|Module Title||REGULATING THE GLOBAL ENVIRONMENT|
|Co-ordinator||Dr Lynda Warren|
|Other staff||Ryszard Piotrowicz, Paul Street|
|Course delivery||Seminar||2 Hours See timetable for times and rooms.|
|Assessment||Essay||one assessed essay of 2500-3000 words||100%|
THIS MODULE IS ONLY AVAILABLE TO STUDENTS REGISTERED ON THE MSc IN ENVIRONMENTAL TECHNIQUES IN EARTH SYSTEM SCIENCE. THE MODULE IS NOT AVAILABLE TO LAW STUDENTS
Over the last twenty five years there has been an increasing acceptance of the need to have a co-ordinated response at the
international level to environmental problems and to ever-clearer threats to the existing global environment. International efforts
have evolved from traditional bilateral activity (e.g. state claims relating to cross-frontier environmental damage) towards the
working out of policy strategies for the enforcement of standards at both a regional and global level. In relation to some types
of environmental damage, of a more immediate and material nature, such as oil pollution, there are now detailed treaty rules.
On the other hand, longer-term threats to the global environment (e.g. climate change, depletion of natural resources) have only
recently been addressed with any seriousness by the international community, and here much remains at the level of rhetoric.
Underlying the whole subject is the tension between development needs (especially third world aspirations) and policies of
environmental protection, the latter being traditionally led by the more affluent countries.
The module will explore the achievements of the international community in this field and assess critically the effectiveness of the present system of international legal protection and control of the natural and human environment.
1. General Principles of International Environmental Law
Sources of international law; environmental law as a means of addressing environmental questions; the evolution of rule-making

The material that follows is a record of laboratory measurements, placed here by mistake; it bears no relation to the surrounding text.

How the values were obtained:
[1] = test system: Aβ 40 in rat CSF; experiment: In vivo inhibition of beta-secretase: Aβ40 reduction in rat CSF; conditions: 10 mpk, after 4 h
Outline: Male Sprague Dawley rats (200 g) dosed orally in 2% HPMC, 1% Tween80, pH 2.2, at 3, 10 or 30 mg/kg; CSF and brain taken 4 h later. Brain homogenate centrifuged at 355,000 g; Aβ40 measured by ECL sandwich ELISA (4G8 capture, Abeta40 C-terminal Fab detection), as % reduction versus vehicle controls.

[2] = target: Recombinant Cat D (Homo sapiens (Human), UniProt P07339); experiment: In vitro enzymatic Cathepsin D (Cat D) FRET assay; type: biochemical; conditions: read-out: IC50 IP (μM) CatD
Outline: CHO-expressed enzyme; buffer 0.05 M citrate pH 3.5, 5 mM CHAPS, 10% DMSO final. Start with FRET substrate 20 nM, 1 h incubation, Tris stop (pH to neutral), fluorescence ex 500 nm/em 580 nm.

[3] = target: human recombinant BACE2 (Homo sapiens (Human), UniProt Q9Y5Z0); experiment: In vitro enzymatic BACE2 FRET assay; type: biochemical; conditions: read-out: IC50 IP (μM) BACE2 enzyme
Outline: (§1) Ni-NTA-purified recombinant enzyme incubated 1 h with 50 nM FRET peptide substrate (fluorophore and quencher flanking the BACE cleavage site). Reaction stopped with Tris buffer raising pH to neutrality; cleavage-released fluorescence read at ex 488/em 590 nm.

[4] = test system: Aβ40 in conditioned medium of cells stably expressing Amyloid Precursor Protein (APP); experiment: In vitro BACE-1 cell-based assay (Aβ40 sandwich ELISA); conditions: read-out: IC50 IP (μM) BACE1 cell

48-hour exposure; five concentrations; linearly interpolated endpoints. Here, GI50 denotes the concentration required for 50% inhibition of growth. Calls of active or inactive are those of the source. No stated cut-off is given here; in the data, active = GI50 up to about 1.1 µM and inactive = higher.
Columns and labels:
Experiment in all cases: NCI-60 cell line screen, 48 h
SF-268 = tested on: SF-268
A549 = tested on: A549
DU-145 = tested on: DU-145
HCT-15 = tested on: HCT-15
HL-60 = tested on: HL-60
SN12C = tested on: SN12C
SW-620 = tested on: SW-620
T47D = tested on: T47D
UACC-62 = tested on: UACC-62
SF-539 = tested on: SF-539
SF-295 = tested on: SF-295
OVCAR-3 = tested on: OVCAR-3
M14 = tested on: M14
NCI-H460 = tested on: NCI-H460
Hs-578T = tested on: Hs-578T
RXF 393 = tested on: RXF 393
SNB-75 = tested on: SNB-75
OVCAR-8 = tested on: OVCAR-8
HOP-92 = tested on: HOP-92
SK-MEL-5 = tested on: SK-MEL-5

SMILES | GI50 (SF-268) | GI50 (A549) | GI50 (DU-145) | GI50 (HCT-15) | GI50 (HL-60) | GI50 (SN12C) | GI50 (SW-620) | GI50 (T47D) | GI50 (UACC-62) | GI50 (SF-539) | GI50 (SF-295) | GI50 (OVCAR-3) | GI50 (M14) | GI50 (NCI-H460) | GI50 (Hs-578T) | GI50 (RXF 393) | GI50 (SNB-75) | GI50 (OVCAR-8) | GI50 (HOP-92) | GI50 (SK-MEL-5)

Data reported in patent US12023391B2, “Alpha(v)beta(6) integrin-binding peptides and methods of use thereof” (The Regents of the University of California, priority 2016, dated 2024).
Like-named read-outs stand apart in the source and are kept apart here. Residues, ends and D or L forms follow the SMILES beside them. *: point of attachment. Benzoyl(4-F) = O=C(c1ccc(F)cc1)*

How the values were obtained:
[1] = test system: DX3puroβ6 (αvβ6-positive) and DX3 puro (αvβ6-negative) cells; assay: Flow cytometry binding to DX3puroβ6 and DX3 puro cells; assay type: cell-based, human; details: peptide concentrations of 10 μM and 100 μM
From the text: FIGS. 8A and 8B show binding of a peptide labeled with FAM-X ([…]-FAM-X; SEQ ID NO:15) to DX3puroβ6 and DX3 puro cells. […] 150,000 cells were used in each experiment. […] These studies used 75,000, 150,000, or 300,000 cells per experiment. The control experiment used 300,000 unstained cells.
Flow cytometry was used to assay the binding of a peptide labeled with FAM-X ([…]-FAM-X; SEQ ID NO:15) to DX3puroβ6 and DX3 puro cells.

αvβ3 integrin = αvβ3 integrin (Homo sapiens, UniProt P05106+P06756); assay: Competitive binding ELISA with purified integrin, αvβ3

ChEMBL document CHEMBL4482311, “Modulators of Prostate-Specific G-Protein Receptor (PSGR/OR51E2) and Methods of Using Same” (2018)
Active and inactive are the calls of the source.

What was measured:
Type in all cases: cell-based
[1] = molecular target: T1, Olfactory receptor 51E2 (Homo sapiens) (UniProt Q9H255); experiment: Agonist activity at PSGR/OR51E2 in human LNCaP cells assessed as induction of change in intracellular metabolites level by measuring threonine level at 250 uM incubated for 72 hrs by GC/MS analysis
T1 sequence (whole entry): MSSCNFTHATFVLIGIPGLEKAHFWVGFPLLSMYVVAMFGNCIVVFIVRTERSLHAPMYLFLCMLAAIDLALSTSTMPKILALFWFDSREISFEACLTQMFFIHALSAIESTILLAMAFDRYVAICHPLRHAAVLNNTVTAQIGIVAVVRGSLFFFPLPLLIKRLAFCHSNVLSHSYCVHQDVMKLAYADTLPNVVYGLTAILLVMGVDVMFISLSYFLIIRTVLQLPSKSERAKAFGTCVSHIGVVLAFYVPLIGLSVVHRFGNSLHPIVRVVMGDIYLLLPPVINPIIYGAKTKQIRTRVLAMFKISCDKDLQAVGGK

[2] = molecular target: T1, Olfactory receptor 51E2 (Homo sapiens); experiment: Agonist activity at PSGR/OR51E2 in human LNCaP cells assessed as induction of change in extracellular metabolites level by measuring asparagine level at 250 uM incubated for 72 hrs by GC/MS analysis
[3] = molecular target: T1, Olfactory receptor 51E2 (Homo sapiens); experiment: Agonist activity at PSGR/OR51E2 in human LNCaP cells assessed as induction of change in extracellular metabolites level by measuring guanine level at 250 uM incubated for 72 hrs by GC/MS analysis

and standard-setting from bilateral to regional and global mechanisms; the principle international fora and agencies involved in
policy-making and standard setting; the problems of translating rhetoric and ''soft law'' into enforceable standards; the choice
between international agencies of enforcement and delegation of enforcement to national authorities and procedures; arbitration
devices and the role of the International Court of Justice; the role of the International Court of Environmental Arbitration and
2. International Environmental Law after UNCED
UNCED including the Rio Declaration; the development of general concepts of environmental law, such as the common
heritage of mankind, sustainable development and intergenerational equity; the problem of balancing the needs of development
and those of environmental protection; the special problems of global commons and the so-called ''tragedy of the commons''.
3. Protecting the Global Commons
Special regimes have been established to regulate use of various global commons such as the atmosphere and the sea. Several of these regimes will be analysed to consider their history and effectiveness.
4. The Use of Natural Resources
It is now accepted that the international community has an interest in the conservation of natural resources whether these are in global commons or in state territory. Particular emphasis will be placed on the conservation of biodiversity.
5. Environmental Security
The impact of warfare on the environment; the environment as a potential issue for armed conflict.
P W Birnie and A E Boyle. (1992) International Law and the Environment. OUP
(1995) Principles of International Environmental Law Vol 1, Frameworks, Standards and Implementation.. Manchester UP